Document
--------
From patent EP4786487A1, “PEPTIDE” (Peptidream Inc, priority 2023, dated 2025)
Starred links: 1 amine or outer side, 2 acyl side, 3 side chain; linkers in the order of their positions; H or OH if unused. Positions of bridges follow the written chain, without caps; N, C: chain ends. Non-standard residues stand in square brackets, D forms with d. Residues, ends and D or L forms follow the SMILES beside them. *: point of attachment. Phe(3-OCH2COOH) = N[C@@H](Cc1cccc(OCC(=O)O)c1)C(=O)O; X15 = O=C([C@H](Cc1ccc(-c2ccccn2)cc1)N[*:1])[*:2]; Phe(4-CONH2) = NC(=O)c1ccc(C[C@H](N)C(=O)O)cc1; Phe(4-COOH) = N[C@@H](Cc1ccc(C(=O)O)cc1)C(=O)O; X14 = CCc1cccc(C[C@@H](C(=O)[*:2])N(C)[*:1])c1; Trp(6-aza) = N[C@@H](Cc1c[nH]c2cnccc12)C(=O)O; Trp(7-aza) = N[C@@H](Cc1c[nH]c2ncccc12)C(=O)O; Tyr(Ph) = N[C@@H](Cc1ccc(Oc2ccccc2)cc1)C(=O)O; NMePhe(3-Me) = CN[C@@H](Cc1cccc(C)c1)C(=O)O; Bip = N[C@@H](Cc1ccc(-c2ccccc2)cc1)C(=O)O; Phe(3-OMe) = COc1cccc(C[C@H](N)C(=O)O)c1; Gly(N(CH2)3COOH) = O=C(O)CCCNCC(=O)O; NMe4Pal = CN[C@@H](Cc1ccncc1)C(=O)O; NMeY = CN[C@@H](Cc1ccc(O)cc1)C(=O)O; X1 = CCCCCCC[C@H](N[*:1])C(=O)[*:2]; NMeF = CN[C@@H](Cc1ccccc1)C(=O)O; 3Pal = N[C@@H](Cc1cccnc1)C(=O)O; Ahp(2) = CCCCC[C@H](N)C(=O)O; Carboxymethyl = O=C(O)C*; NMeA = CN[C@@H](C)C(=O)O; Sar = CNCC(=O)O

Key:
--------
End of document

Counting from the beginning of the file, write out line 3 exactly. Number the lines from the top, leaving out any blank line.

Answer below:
Key: